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How to avoid compassion fatigue

Support work can be demanding work, meaning physical fatigue is common. A healthy diet and plenty of rest are some important ways to ameliorate the effects of physical fatigue. However, there is another type of fatigue that can affect those in the helping professions that is more than just feeling tired. Compassion fatigue, also known as, burn-out, is an occupational hazard for caregivers. It’s a catch-22 that only deeply caring people are susceptible to compassion fatigue, and only deeply caring people become caregivers.

Compassion fatigue can be defined as physical, emotional or spiritual exhaustion that takes over a caregiver and leads to a reduction in the person’s ability to experience joy or feel empathy for others. Other symptoms can include exhaustion, loss of interest and feelings of hopelessness and irritability.

Ironically, preventing compassion fatigue takes a concerted effort to be compassionate! In this instance compassionate toward yourself. Have a daily practice of self care that includes supportive colleagues, a healthy diet and exercise regime. Ensuring adequate breaks during the day where you focus on your breathing and quieten your mind can help restore your positive energy. Away from work, ensure you schedule plenty of time with family and friends for activities you enjoy. That is with people you who care for you! It is also important to have a longer term plan for restoration that might include professional development, retreat time, or other forms of personal enrichment.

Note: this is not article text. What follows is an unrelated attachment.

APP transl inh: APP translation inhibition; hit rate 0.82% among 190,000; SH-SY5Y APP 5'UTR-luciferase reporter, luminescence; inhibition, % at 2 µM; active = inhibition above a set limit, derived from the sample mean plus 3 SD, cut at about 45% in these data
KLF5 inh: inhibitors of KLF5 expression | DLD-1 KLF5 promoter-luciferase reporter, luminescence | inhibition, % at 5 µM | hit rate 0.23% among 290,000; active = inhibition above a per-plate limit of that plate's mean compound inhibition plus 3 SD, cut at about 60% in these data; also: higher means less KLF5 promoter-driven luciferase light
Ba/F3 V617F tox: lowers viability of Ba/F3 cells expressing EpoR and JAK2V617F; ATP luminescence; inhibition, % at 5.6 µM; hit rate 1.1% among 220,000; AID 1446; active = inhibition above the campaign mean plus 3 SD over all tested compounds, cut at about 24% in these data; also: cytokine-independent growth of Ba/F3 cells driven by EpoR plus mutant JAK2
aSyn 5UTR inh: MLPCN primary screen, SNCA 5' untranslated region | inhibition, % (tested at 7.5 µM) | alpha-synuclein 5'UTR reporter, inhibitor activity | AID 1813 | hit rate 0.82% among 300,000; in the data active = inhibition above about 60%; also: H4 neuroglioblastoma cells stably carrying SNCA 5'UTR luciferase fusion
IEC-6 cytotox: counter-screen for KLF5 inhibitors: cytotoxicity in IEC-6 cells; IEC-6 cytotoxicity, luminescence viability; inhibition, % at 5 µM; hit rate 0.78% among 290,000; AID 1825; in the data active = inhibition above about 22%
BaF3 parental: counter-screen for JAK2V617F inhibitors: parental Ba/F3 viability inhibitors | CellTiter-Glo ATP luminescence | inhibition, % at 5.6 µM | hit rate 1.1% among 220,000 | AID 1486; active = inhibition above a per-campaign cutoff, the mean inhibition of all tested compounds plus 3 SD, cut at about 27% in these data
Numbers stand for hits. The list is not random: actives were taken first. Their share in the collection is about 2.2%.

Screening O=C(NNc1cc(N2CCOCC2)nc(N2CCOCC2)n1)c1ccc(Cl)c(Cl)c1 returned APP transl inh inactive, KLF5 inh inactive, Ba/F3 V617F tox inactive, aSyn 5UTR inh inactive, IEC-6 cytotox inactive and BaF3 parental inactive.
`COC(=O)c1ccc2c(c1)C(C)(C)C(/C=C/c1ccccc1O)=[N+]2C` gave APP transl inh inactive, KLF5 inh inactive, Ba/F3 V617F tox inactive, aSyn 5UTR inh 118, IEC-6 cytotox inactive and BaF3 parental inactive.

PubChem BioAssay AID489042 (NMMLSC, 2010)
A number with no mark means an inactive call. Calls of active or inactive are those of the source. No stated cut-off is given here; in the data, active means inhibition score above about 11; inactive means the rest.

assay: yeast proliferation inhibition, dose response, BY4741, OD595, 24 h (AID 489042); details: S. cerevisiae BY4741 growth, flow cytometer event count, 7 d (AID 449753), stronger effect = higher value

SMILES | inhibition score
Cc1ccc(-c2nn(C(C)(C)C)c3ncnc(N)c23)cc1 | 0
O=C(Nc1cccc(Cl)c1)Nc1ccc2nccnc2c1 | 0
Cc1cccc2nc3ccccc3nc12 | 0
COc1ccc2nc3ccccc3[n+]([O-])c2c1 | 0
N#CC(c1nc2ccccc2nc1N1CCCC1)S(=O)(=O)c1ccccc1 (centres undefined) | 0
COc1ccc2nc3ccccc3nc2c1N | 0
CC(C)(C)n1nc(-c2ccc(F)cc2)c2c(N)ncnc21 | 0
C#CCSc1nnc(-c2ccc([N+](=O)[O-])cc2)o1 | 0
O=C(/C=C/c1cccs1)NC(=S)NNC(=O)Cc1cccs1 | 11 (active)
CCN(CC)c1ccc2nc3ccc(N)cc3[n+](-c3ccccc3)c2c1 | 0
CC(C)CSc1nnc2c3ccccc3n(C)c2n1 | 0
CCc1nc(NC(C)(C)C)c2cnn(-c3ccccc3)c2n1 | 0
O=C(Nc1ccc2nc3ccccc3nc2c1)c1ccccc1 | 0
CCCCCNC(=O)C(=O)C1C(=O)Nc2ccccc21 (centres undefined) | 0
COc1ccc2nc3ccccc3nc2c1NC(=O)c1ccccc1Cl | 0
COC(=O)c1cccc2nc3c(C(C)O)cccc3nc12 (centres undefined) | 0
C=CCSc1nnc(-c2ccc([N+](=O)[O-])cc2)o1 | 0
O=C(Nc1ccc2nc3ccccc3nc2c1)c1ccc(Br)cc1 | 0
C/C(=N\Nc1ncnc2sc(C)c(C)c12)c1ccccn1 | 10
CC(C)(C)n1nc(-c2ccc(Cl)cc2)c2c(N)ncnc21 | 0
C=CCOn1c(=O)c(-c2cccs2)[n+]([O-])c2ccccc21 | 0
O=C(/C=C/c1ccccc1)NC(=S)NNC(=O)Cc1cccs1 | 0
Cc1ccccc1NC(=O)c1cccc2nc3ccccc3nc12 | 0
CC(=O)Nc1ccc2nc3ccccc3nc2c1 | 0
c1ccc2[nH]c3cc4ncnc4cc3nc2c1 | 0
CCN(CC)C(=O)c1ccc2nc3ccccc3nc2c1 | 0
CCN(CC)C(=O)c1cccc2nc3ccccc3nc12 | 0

Compassion fatigue feeds on isolation. Don’t wait until you are completely exhausted to talk to a friend, colleague or to contact a psychology service for information and advice.

If you have concerns for your well-being, Independence Australia offers a counselling and psychology service for eligible support workers. Click here for more information.